Designed by Sharp, The Wall has been created to tie-in with the reopening of the gallery, where it will be used to exhibit various digital exhibitions in the coming years. Katrina Sluis, digital curator at the gallery, says, “As part of the re-launch the director was very keen to start addressing the way in which photography is so often consumed on the screen, produced on the screen, where even the cameras we look at today appear as a screen with a lens attached.”
I was really intrigued because this is an image file format that can only be experienced on screen
The first exhibition to go on The Wall is a celebration of the Graphic Interchange Format, known to most as the GIF. Sluis thought the exhibition, entitled Born In 1987: The Animated GIF, was particularly apt for debut show. “When I was approaching the exhibition for the opening I thought, ‘where can I start? This programme can cover so many aspects of photography and computer networks and so on but I thought, ‘well, the animated GIF is an interesting example of image file format that is both extremely old, it is 25 years old this year, but is having a bit of a creative renaissance through sites such as Tumblr.’”
The GIF was created by CompuServe, one of the world’s first internet service providers and incidentally where Sluis worked at one time. It was a compressed file format that made it easy to be transmitted across the web in the days when the networks were incredibly slow.
Sluis says, “I was really intrigued because this is an image file format that can only be experienced on screen. We couldn’t print them out and stick them in the gallery upstairs, so it’s exploring an image file format that is both high art and low art.; it’s participatory; it’s made by people who take it seriously as their major art form as well as guys in their bedrooms, and it is an image file format made specifically to deal with the limitations of computer networks.”
Everything has gone 80s in popular culture these days and the return of the GIF falls in line with this trend. The certain naivety of the graphics -there is only a choice of 256 colours – gives the GIF a particularly quaint appearance.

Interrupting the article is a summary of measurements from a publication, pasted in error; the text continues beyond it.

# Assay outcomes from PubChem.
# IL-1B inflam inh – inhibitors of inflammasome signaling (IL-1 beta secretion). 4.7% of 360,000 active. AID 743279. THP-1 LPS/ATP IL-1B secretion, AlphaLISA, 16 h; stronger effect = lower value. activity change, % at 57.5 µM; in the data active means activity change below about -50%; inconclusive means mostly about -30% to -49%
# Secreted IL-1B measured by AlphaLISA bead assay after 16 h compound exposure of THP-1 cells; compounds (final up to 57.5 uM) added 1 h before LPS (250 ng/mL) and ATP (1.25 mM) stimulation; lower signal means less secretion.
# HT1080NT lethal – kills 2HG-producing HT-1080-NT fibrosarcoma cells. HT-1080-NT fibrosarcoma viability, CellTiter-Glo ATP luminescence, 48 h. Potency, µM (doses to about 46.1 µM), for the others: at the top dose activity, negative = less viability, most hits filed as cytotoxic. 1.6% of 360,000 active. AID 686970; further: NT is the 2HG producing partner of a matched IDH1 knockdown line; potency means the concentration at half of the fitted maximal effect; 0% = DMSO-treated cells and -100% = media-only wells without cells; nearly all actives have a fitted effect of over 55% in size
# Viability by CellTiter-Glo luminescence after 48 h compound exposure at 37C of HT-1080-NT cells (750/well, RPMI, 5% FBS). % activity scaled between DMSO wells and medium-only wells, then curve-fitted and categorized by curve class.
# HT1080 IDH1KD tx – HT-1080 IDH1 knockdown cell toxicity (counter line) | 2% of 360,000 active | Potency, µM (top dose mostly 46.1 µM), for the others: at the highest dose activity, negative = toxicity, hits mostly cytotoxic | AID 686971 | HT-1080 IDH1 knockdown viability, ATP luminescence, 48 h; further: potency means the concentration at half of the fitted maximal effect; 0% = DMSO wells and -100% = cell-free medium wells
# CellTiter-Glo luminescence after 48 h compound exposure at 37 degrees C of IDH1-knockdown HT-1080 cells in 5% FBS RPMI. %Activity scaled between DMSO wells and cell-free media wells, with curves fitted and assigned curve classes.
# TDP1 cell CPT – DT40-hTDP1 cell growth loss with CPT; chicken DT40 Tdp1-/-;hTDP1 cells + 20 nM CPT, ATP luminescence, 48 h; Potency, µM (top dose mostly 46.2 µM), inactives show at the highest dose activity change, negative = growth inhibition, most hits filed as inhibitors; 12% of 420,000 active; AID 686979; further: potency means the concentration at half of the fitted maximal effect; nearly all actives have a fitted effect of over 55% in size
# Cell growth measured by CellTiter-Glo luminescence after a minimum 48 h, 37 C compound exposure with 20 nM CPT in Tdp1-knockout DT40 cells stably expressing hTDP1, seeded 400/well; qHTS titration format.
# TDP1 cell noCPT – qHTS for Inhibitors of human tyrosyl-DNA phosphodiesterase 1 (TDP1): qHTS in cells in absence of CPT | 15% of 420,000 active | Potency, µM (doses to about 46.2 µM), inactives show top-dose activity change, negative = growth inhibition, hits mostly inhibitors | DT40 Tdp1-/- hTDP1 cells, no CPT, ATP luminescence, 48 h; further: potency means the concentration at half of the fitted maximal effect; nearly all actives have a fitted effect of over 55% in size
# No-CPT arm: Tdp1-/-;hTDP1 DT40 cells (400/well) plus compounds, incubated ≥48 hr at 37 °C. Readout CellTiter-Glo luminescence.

There are a number of interesting artists who have been asked to submit work in the animated GIF format making for some striking and at times quite disturbing images. One of the standout works is by Kennard Phillipps, a collaboration between political artists Peter Kennard and Cat Phillipps. Their animated GIF shows David Cameron’s face on which a montage of last year’s riots is played out.
When Sluis was developing the idea for The Wall, she originally thought the easiest solution would be to put up a projector and play video through a computer. However, the issue of light coming in through the windows created a problem. Sluis realised Sharp’s panels were the ideal solution. Sharp’s Helen Sheldrake says, “The digital wall is facing a large glass two storey window which means lots of sunlight is continually flooding the building. At 1500cd/m2 the screens are bright enough to not only be seen through glass but for the image not to be distorted by direct sunlight.”
The image jumps out from the screen and all that blackness disappears
Another important feature is the screens’ local dimming facility made possible by using full LED backlighting. It intelligently controls brightness in the dark areas of the image, thereby greatly improving the contrast ratio and dramatically lowering power consumption.
Sluis says, “One of the things you see, is the way in which the local dimming creates a completely matt black appearance on the screen…the image jumps out from the screen and all that blackness disappears and that is what made these panels amazing for this project.”
For any GIF enthusiasts, they are also allowing open submissions which will be streamed on their Tumblr page. In the last few weeks of the show they will display these GIFs on The Wall alongside work by the commissioned artists.